There is more. As an introduction to Wut the playbill contained a substantial extract from Die Sprache des Terrors, the German edition of Words Are Weapons (which took me and my publisher by surprise in spite of a lengthy interview in Die Zeit). Quite smartly the producer brought forward another key element of understanding. The Caliphate’s combatants form a “community of discourse,” a Diskurzgemeinschaft (the German expression packs a punch). Defeat on the ground has created the conditions for an expanded and virulent “community of discourse” that enables Caliphal jihadism to deploy itself fully across the e-territory, unimpeded by the material demands of military strategy and covert operations. Fraternity-Terror has propelled onto the stage a new “community of discourse.” This concept can be traced back to another French philosopher, Michel Foucault. In Discourse on Language, he explains that a given community of discourse is defined by several factors, three of which have a direct bearing on terror. First, there is a need to keep alive a foundational text by re-activating it again and again. This foundational text need not be materially real: it is the iteration of what people think it is, that creates it. Second, there is a belief in a shared authorship of ideas, as if the community is the author of statements, speeches, and so on. Third, what he calls a “fellowship of discourse” takes shape which excludes outsiders until they learn the language, with this implication that adopting this idiom is a step toward conversion to the “fellowship.” All three put together go a long way to describe how radical groups, in the age of Web2.0, function: the repetitiousness of jihadist pronouncements and the apparent banality of statements conceal the “fellowship,” and does it in plain sight. Debates around “cyber-coaching” of terrorists fail to take all this into account.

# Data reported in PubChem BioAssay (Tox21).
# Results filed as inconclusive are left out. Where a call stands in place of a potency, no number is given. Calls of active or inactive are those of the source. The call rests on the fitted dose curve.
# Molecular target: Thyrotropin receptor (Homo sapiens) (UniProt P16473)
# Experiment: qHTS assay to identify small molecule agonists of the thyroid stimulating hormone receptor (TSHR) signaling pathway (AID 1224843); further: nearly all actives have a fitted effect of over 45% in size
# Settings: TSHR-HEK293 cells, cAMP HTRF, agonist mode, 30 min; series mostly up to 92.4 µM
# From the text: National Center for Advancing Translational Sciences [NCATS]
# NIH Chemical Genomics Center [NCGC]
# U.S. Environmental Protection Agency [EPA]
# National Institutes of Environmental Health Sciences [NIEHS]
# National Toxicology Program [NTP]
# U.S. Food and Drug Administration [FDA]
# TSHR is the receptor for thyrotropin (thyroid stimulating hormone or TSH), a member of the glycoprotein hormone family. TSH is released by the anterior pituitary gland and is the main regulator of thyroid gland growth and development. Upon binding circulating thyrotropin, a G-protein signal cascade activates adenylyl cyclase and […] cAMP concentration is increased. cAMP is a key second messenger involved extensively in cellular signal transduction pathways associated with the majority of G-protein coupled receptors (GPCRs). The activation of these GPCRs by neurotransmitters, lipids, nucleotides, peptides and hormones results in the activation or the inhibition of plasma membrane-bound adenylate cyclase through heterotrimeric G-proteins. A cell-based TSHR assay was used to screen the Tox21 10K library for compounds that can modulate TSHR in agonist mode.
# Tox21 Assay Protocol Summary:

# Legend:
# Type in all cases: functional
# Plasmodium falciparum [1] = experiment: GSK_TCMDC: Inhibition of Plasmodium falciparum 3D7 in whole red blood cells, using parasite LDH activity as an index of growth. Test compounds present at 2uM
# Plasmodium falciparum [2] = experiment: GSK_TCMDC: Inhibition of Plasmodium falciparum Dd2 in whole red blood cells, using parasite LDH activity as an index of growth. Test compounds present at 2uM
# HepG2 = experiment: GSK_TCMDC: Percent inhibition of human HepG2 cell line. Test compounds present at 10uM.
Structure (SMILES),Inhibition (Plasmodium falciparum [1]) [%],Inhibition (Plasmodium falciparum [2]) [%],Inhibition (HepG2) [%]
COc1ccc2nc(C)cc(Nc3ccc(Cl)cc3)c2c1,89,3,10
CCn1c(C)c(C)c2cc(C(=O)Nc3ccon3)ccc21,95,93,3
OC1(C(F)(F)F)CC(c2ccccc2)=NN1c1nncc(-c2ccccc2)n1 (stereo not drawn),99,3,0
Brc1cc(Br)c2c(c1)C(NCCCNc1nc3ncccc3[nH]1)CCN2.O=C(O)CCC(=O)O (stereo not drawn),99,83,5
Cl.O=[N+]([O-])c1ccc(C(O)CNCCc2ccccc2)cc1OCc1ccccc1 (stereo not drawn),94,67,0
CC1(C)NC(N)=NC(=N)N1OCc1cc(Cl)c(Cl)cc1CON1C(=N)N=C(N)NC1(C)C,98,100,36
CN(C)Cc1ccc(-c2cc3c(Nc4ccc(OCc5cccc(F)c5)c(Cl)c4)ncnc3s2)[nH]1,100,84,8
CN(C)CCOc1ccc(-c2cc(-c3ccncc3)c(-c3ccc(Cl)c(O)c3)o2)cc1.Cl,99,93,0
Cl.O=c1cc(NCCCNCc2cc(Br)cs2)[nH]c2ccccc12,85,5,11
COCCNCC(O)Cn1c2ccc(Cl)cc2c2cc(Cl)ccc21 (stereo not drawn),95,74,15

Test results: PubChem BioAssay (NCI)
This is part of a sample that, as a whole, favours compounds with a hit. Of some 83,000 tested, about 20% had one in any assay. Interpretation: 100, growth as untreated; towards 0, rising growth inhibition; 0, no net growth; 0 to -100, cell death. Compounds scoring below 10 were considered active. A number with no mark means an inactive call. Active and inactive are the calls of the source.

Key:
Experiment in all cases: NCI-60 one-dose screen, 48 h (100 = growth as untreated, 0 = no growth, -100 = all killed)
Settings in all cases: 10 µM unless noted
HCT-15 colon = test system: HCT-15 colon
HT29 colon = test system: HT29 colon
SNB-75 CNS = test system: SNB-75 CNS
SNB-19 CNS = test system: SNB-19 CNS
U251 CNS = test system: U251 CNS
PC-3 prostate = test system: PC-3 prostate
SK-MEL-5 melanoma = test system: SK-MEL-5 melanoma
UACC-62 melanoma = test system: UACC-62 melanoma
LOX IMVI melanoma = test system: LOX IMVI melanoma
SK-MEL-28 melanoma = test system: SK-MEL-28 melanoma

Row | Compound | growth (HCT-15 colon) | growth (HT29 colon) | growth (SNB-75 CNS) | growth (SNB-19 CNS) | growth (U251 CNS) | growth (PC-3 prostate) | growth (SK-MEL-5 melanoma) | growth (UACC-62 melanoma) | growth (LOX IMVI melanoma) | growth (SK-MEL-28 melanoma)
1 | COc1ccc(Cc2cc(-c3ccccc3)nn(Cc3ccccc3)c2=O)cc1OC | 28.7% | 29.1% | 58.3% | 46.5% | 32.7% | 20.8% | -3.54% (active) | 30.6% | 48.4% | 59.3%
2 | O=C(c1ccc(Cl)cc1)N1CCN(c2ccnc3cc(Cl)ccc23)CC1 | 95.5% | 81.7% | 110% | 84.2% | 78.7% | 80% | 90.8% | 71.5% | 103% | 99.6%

Radical or extremist “fellowships,” be they jihadist or, closer to home and on a different scale, alt-rightist are not easy to circumscribe and to oppose, let alone disperse, because they are complex discourse formations and not mere organizations. They can be shouted at, or be shouted down, even shutout, but their “fraternity” endures.
Philippe-Joseph Salazar is Distinguished Professor of Rhetoric in the Faculty of Law at the University of Cape Town and past Director in Rhetoric andDemocracy at the Collège International de Philosophie in Paris. In 2008 he received the Harry Oppenheimer Fellowship Award, the top prize for research on the African continent. In 2015 he received the Prix Bristol des Lumières for the French edition of this book. Dorna Khazeni was a finalist for the PEN USA Translation Award. She has published her translations from French in Vanity Fair, Harper’s, Zoetrope AllStory, The Believer, and elsewhere.
Featured image of ISIS militants line up in a still from a propaganda video. Militant video via Abaca.